Wednesday, August 27, 2008

There have been a number of posts about the changes introduced in .Net 3.5 SP1, but this is one I've not seen before.  I'm not sure that the title, "breaking changes" is entirely correct, but it probably got your attention :)

In .Net 3.0, there was a new class, System.Collections.ObjectModel.ObservableCollection<T> (I'm sure you can guess what it does).  It had two constructors, ObservableCollection<T>() and ObservableCollection<T>(List<T>).  Clearly the guy who wrote it was having a bad day - List<T> as a constructor parameter?  What's all that about?

This stayed the same in .Net 3.5, but changed with .Net 3.5 SP1.  Now, ObservableCollection<T> has an additional constructor, ObservableCollection<T>(IEnumerable<T>) - i.e., the one that they should have had in the first place instead of List<T>.  All is good in the world.

Now there's a nice feature in VS2008 whereby you can indicate in the project properties which version of .Net you are building for.  This means that VS makes sane choices as to which assemblies you can reference, meaning that the code you write should run just fine on a machine that's only got old versions of the framework, even if you've got all the latest spanky stuff installed.  (There's another issue to do with the compiler, but I'll cover that in another blog).

Here's the problem.  If you have .Net 3.5 SP1 installed, and you create a project that targets 3.0, VS will happily only add 3.0 references.  Including the reference to the assembly (WindowsBase, if you care) that contains ObservableCollection<T>.  Which SP1 upgraded. So you can write code that takes advantage of the new constructor, such as:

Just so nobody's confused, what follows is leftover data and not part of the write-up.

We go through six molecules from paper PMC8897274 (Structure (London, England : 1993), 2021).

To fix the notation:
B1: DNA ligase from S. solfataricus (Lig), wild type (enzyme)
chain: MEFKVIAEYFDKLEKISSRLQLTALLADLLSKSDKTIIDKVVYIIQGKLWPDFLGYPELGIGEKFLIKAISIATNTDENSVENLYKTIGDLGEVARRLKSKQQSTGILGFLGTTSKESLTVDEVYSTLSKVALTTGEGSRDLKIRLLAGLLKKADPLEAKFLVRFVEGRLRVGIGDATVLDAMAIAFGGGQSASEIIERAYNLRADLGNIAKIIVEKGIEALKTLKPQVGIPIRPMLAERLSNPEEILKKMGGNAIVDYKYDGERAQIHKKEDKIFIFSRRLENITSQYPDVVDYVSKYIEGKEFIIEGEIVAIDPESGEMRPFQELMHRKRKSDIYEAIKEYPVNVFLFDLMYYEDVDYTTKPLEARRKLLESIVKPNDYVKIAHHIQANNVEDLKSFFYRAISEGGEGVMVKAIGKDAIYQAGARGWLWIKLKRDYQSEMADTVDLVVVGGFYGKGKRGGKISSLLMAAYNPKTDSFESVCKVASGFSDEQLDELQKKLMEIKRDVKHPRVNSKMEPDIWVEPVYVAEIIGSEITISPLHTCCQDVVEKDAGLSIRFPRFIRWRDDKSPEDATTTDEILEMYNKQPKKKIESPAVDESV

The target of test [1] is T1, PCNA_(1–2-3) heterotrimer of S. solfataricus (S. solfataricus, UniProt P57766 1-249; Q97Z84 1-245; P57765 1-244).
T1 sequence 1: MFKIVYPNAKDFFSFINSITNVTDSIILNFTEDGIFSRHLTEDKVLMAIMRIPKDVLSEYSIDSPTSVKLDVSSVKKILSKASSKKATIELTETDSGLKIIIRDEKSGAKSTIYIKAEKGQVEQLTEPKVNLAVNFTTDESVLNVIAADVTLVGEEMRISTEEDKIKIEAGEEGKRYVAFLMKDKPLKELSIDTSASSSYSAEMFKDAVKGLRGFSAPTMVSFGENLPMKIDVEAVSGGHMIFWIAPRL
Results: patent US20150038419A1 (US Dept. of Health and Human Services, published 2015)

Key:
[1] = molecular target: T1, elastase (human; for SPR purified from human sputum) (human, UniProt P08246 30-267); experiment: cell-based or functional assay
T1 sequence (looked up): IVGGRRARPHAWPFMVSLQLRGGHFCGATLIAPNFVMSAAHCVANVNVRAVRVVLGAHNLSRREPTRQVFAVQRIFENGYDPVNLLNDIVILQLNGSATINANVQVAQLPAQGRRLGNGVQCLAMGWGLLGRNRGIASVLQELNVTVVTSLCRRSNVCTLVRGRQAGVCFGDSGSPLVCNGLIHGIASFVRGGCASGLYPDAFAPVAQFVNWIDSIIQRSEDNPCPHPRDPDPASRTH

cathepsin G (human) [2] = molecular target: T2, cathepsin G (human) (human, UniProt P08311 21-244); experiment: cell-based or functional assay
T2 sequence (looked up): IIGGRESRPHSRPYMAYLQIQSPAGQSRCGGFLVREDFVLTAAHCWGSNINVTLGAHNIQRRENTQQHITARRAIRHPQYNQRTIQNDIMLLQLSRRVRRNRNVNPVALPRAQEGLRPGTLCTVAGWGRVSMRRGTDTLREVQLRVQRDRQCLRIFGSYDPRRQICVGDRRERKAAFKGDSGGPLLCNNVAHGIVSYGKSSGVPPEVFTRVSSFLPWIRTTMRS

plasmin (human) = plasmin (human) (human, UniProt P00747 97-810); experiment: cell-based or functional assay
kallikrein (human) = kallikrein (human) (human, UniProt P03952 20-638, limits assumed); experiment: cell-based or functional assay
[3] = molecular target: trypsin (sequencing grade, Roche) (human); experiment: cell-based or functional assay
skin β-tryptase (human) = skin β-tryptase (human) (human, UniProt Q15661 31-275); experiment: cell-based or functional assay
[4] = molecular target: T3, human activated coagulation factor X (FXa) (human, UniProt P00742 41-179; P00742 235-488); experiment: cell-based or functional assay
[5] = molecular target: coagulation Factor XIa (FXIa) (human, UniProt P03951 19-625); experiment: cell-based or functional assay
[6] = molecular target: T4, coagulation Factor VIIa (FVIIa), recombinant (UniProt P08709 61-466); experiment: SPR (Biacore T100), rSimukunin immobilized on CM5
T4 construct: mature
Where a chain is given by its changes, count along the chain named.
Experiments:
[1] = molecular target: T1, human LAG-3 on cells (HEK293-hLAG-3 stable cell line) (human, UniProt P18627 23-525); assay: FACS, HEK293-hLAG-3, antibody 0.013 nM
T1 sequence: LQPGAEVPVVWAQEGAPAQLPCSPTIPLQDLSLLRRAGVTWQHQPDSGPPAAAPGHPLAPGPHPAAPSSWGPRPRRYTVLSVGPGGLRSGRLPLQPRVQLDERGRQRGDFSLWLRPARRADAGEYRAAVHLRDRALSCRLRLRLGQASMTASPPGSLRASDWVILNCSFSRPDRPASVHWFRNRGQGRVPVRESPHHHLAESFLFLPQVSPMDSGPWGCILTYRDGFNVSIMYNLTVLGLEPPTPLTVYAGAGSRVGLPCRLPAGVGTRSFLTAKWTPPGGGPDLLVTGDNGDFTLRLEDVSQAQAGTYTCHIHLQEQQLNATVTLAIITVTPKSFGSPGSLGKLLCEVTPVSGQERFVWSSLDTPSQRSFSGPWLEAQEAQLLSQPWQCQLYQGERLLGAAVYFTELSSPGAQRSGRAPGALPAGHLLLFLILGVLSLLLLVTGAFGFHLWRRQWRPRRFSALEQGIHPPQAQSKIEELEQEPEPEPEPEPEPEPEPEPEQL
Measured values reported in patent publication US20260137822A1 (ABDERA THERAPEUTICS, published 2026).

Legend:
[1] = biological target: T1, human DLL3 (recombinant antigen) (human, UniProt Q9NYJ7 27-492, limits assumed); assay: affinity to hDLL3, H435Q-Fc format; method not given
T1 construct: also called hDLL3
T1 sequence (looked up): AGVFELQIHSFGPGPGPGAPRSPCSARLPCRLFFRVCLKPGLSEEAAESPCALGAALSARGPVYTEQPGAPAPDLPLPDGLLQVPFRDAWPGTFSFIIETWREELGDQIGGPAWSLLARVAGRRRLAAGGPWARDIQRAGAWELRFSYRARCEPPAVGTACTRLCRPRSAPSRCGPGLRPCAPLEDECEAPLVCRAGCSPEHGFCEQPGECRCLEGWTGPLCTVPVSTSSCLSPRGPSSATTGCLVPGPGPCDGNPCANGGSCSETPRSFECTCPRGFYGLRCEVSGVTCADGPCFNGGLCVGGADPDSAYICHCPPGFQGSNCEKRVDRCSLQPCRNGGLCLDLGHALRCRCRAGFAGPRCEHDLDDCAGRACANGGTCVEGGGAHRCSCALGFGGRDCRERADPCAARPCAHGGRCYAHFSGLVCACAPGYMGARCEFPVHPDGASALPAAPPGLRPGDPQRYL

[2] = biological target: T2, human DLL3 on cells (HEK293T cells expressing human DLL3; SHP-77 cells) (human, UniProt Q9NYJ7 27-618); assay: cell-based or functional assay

ObservableCollection<int> x = new ObservableCollection<int>(new int[] { 1, 2 });

which will compile and run just fine.

When you finally complete all your coding and have all your tests passing, you pass it to your customer confident in the knowledge that you've done a good job.  He installs and runs the code, and the very first impression he gets of your work is a MethodNotFound exception, since you're calling a constructor that he doesn't have on his machine.

So what do you do?  There's not much you can do on your development system, other than be careful, which isn't much help.  What you can, and should, do is to make sure that your build server and test environments exactly match the minimum that you expect your code to be running on.  That way, a problem like the one above will get spotted during the development process where it can be easily fixed.  Note that it's probably a good idea to turn off automatic updates on build & test machines, otherwise you'll probably end up getting stuff pushed down that you didn't want.


Just found out that FxCop has a rule to detect and warn on the usage of such methods - see Brad Abrams blog posting on the subject here.  That helps no end :)

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